New blogger and all around great guy, Dale Hickey (blog here), recently invited us Portland GB'ers to tour Thornhurst, the garden of Phil and Barb Thornburg and the de facto display garden for Winterbloom, a landscape design and installation company (for whom Dale works). That lovely speciman is Lagerstroemeria ‘Tuskeegee’...
Phil immediately apologized that I would find no "dangerous plants" in the garden, but right behind him was this Agave bracteosa. Granted it's spineless, but still, points for having an Agave!
And I'd count the garden swallowing Romneya coulteri as dangerous too, anything that can bury the rest of your garden in a season or two definitely qualifies.
Dwarf Alstroemeria, who knew? Evidently the "princess series" are all bred to be short.
Looking back towards the front door...
Before walking through this fantastic gate, ino the back garden.
Details, details, details!
Now I'm standing in the center patch of lawn and looking up at the deck. Phil mentioned he'd wanted to build a tree-house, but realizing how impractical they are, he instead planted a tree (Claradendrum trichototum) to surround the deck.
The border opposite the deck.
Looks like a big bouquet, but actually a plant! (Lilium 'Conca D'Or' — I think)
Initially I only spotted a pair of pink flamingos, and they were separated by some distance. Thankfully as I worked my way around the garden I discovered there were more. We can't have lonely flamingos.
This creative thing made the most amazing music. At first we all just stood there looking at it. Finally I decided it must do something, so I pulled out one of the sticks in the center and hit one of the raised pieces. It was like that xylophone you had as a kid, only better.
Nearby was this container of balls. I couldn't help but think that was taking "garden art" to a questionable low. Later I learned there are grand-kids who regularly visit this garden, and as kids do, they liked to through rocks. The balls were put in place as a gentler object to throw, plus I'd imagine they're easy to find in the landscape (genius).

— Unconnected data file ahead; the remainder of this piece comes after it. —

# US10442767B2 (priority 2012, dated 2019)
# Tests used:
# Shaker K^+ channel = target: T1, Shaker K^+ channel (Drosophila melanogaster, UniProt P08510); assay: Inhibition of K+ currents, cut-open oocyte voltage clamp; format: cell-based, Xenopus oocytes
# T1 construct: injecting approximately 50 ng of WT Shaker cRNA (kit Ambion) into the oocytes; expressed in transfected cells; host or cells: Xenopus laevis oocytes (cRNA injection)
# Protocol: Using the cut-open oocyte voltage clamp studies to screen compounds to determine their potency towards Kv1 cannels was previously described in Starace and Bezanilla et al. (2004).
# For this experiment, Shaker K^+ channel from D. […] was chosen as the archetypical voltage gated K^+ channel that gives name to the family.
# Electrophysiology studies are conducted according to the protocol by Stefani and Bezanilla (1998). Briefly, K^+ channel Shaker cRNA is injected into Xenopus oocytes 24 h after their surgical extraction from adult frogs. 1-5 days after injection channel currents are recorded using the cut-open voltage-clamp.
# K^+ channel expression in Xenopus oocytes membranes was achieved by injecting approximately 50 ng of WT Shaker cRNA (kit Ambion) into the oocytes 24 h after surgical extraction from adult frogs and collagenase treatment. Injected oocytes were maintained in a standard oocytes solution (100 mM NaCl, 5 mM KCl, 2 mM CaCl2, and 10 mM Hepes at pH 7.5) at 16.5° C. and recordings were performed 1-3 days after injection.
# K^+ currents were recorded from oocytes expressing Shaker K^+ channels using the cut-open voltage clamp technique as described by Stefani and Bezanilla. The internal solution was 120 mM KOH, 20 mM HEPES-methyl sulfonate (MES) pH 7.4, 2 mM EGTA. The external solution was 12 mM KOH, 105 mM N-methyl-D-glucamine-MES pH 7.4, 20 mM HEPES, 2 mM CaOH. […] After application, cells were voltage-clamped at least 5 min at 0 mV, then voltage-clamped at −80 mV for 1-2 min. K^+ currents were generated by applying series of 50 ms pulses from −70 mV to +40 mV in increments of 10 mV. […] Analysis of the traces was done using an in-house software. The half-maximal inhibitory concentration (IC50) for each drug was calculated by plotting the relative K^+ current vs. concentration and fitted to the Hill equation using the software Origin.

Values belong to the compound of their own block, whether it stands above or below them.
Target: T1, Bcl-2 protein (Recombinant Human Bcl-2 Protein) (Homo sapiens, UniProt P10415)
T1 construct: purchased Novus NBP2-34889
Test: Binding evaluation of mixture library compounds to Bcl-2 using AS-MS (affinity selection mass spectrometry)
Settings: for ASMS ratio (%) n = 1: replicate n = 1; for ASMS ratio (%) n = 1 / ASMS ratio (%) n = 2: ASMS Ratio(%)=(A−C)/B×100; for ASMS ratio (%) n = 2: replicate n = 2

Around noon we were all invited up to the deck where Barb had prepared some amazing lunch-time treats. I wish I had taken a photo, not only were they tasty but they were beautiful too. As we chatted, Phil mentioned he grew up in Africa and I later found this snippet on the Winterbloom website: "Phil Thornburg grew up in the densely populated country of Burundi, Africa where there were few places one could go to be alone. There were some small hiding places, however, along the hills and valleys where he could gain some solace. By arranging rocks, bushes, vines and pieces of wood, he would create a simple sanctuary… a retreat where he could observe the beauty and drama of creation without being noticed. He found that his friends also enjoyed these places." Isn't that wonderful?
After walking through the dense plantings near the stream, Trachycarpus and Magnolia — at the edge of the lawn — you emerge into a sunny vegetable garden.
Creative re-use of cut palm fronds!
Trachycarpus petioles as garden stakes. I am stealing this idea...
If you'd told me, prior to this visit, that I would condone the use of old tires in the garden I would have laughed. But here they look good (as good as can be expected) and must provide a nice dose of heat to get those tomatoes going in our (sometimes) cool springs.
The red supports are a great shape too, thin to allow for maximum use of space (no matter how many times I tried I could not take this shot without getting myself in the photo!).
Bees, bees, bees — they were all over the Hypericum hookeranium.
I forgot to ask Phil if they get fruit on their Acca sellowiana.
You probably saw the greenhouse in the tomato-tire shot, above. Well behind the greenhouse is a shade house. Oh the luxury!
Finally, I was terribly enchanted with this Clematis, allowed to drape over the parked wheelbarrows.
I think it's C. ‘Snow Queen’. Thanks Phil, Barb and Dale for a wonderful afternoon in your garden...
Weather Diary, July 4: Hi 85, Low 59/ Precip 0
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